country Endo Kiwami


A Change of Direction

Tomato: Fruit, vegetable, or ornament?

How to classify a tomato? For botanists, it’s a fruit; for nutritionists, it’s a vegetable. Either way, it’s generally consumed as a tasty part of numerous cuisines. But did you know that for nearly 200 years after their introduction into Japan in the mid17th century, tomatoes were cultivated as ornaments?

It was not until the early 20th century that tomatoes began to be more widely accepted as food in Japanese cuisine and not until the 1960s that cultivation became widespread. Today, Japan grows over 700,000 tonnes of tomatoes per year. Among those growers is Endo Kiwami, a tomato and rice farmer working closely with UPL and the Japanese government to find new, more sustainable cultivation methods.

A winding road
Endo started his career building roads for a construction company with a tomato growing side business. Turning off into the company’s tomato department, he developed a deep interest in agriculture and decided to forge his own path. In January 2016, Endo and his wife purchased land near their home and launched Kiwami Farm in 2019. Today, they grow 4,000 square metres of tomatoes and 20,000 square metres of rice.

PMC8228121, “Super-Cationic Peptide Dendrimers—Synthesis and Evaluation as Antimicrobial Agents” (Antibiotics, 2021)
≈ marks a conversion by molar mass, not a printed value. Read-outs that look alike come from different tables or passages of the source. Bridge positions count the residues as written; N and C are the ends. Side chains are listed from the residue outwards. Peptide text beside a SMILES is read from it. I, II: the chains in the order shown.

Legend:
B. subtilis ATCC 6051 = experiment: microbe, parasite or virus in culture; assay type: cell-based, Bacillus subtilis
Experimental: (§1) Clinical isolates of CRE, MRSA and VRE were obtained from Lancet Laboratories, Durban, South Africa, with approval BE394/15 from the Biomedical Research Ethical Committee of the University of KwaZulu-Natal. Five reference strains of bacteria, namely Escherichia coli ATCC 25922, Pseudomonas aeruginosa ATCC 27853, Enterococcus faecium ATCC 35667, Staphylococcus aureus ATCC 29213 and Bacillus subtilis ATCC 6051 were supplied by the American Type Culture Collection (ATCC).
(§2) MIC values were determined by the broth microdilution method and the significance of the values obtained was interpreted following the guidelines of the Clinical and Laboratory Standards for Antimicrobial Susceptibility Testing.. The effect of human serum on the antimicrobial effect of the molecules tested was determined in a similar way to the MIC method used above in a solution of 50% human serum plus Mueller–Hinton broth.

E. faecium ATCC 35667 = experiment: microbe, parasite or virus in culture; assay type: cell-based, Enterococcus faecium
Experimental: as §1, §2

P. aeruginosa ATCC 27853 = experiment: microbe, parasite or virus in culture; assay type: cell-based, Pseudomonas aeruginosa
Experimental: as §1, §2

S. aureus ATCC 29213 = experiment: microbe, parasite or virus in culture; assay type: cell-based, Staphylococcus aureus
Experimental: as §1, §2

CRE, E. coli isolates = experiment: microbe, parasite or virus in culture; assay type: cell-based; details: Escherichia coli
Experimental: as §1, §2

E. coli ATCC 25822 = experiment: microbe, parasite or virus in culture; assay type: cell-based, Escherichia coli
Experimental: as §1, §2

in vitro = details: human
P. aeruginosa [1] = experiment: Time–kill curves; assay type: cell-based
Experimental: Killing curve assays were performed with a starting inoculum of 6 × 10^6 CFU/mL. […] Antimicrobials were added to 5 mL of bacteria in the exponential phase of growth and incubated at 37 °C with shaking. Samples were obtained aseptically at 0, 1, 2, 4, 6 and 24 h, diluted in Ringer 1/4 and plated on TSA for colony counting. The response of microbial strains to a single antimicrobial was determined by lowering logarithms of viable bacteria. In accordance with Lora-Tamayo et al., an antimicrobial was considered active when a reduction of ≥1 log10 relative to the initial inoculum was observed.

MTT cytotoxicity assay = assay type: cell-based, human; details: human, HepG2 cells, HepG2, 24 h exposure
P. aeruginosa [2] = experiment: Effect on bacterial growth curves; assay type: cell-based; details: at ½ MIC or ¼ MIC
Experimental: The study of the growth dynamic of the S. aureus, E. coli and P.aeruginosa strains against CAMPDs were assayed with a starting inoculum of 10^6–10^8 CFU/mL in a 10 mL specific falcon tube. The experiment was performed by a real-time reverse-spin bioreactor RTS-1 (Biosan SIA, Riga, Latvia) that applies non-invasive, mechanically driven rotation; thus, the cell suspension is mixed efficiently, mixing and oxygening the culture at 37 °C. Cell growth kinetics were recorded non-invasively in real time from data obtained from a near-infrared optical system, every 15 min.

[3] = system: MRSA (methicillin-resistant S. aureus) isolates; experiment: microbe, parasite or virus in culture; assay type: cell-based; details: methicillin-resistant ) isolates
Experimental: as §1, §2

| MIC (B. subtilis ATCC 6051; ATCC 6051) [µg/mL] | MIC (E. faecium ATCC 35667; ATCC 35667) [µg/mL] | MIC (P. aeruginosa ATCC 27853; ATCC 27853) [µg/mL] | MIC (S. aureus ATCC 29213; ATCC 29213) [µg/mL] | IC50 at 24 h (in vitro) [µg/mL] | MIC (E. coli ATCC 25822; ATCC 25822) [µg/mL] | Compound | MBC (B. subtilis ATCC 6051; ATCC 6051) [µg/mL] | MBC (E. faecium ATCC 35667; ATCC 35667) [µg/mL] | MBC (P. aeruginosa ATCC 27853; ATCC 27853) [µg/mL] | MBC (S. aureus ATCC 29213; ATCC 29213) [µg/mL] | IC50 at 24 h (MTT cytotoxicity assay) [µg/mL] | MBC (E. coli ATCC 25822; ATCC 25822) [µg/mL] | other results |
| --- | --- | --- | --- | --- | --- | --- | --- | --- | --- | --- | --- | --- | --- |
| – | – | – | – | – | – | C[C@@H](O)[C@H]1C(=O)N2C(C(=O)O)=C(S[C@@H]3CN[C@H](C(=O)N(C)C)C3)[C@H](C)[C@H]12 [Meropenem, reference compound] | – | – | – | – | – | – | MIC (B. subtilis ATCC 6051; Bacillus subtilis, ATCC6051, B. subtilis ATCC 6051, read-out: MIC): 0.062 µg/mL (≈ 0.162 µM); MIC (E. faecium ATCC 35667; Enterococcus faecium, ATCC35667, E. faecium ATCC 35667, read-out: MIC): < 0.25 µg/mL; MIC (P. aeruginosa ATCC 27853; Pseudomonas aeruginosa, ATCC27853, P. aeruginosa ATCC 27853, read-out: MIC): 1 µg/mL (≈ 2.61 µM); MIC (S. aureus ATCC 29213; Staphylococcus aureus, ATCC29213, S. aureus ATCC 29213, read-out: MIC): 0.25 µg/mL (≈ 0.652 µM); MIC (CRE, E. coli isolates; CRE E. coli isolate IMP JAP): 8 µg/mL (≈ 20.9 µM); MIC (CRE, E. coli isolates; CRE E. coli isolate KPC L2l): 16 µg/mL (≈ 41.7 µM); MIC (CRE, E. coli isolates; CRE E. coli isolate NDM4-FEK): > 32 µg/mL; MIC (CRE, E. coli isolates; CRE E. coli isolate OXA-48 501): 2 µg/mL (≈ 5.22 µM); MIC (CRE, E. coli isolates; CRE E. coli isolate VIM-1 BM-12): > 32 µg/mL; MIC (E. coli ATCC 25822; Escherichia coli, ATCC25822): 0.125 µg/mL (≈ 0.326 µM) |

Natural collaboration
Over the past three years, Endo has been working closely with UPL and we’ve provided an inputs package tailored to his cultivation system. Based around biosolutions, it ensures greater sustainability, higher yields, and increased profitability. The inputs he uses include Natupol, a simple bumblebee hive developed by Koppert that we supply, which provides natural pollination for indoor-grown crops. Endo also uses our VitalRoot biosolution that improves root biomass using active ingredient enzymes extracted from seaweed.

Endo is also working closely with the Japanese agricultural authorities to analyse crop pests. By working with the government, Endo is playing a part in identifying the factors that cause pest damage and, from this, extrapolating ways that cropping procedures can be adapted to prevent pests. In this way, he is making a real contribution to wider efforts to improve pest prevention in a sustainable way. 

The road ahead
Farmers like Endo show how smallholders the world over are making big differences. Thanks to his passion, we’re not only getting to eat (or display) sustainably grown produce, we’re also getting insights into how we can farm more sustainably. Thanks to Endo, the road forward for sustainable agriculture becomes straighter every day.